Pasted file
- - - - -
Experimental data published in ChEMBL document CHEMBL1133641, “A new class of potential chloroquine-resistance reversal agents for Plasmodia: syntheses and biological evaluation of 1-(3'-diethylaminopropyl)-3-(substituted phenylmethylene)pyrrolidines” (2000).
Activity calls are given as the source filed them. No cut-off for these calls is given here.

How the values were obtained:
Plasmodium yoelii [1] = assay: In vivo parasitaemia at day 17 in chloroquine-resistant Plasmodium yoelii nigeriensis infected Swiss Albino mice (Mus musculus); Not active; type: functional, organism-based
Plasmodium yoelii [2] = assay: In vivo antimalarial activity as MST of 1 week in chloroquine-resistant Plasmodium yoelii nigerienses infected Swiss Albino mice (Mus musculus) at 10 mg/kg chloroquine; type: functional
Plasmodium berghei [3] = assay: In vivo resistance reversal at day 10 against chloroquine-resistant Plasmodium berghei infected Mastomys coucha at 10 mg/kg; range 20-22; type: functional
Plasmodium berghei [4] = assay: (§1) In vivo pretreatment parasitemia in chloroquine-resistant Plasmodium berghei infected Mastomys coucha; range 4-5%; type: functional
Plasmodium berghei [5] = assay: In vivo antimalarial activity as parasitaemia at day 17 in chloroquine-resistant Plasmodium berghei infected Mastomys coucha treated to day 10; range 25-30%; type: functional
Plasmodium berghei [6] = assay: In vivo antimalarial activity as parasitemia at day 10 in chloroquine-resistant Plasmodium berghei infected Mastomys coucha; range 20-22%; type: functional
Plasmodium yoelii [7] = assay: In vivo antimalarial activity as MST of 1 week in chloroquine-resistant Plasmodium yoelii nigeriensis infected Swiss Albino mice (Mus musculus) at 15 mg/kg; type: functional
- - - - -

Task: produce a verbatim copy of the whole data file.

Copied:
Experimental data published in ChEMBL document CHEMBL1133641, “A new class of potential chloroquine-resistance reversal agents for Plasmodia: syntheses and biological evaluation of 1-(3'-diethylaminopropyl)-3-(substituted phenylmethylene)pyrrolidines” (2000).
Activity calls are given as the source filed them. No cut-off for these calls is given here.

How the values were obtained:
Plasmodium yoelii [1] = assay: In vivo parasitaemia at day 17 in chloroquine-resistant Plasmodium yoelii nigeriensis infected Swiss Albino mice (Mus musculus); Not active; type: functional, organism-based
Plasmodium yoelii [2] = assay: In vivo antimalarial activity as MST of 1 week in chloroquine-resistant Plasmodium yoelii nigerienses infected Swiss Albino mice (Mus musculus) at 10 mg/kg chloroquine; type: functional
Plasmodium berghei [3] = assay: In vivo resistance reversal at day 10 against chloroquine-resistant Plasmodium berghei infected Mastomys coucha at 10 mg/kg; range 20-22; type: functional
Plasmodium berghei [4] = assay: (§1) In vivo pretreatment parasitemia in chloroquine-resistant Plasmodium berghei infected Mastomys coucha; range 4-5%; type: functional
Plasmodium berghei [5] = assay: In vivo antimalarial activity as parasitaemia at day 17 in chloroquine-resistant Plasmodium berghei infected Mastomys coucha treated to day 10; range 25-30%; type: functional
Plasmodium berghei [6] = assay: In vivo antimalarial activity as parasitemia at day 10 in chloroquine-resistant Plasmodium berghei infected Mastomys coucha; range 20-22%; type: functional
Plasmodium yoelii [7] = assay: In vivo antimalarial activity as MST of 1 week in chloroquine-resistant Plasmodium yoelii nigeriensis infected Swiss Albino mice (Mus musculus) at 15 mg/kg; type: functional